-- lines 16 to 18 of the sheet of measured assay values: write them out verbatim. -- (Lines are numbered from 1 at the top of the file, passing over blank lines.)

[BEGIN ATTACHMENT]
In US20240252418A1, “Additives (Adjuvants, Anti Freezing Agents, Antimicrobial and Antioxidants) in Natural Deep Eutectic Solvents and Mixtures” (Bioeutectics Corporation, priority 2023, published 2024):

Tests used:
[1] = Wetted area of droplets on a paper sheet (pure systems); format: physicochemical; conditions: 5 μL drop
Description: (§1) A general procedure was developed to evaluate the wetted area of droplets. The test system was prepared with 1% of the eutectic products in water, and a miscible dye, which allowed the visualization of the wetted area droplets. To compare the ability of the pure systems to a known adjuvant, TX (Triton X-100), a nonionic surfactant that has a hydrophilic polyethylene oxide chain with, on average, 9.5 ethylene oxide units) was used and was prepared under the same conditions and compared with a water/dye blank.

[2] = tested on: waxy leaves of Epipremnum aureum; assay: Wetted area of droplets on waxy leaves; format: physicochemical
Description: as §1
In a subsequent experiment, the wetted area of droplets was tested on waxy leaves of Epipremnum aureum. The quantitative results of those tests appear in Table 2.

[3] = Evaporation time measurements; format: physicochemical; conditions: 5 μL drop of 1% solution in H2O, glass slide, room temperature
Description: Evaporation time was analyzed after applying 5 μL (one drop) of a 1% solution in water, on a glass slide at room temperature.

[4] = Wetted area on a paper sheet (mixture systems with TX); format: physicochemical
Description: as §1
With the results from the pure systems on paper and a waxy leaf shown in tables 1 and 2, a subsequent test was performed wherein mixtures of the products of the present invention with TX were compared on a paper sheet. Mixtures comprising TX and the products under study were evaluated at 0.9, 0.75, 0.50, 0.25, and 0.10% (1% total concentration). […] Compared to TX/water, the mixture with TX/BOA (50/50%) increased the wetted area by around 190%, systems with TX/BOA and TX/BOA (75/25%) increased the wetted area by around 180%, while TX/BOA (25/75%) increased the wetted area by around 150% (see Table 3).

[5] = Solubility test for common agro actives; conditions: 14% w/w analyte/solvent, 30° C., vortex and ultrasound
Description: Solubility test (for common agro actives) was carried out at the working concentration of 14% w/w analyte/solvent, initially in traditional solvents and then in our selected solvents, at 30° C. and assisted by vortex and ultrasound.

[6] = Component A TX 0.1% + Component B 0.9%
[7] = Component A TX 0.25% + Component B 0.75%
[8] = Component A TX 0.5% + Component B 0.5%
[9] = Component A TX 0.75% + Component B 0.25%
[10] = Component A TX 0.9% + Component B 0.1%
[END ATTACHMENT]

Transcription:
[7] = Component A TX 0.25% + Component B 0.75%
[8] = Component A TX 0.5% + Component B 0.5%
[9] = Component A TX 0.75% + Component B 0.25%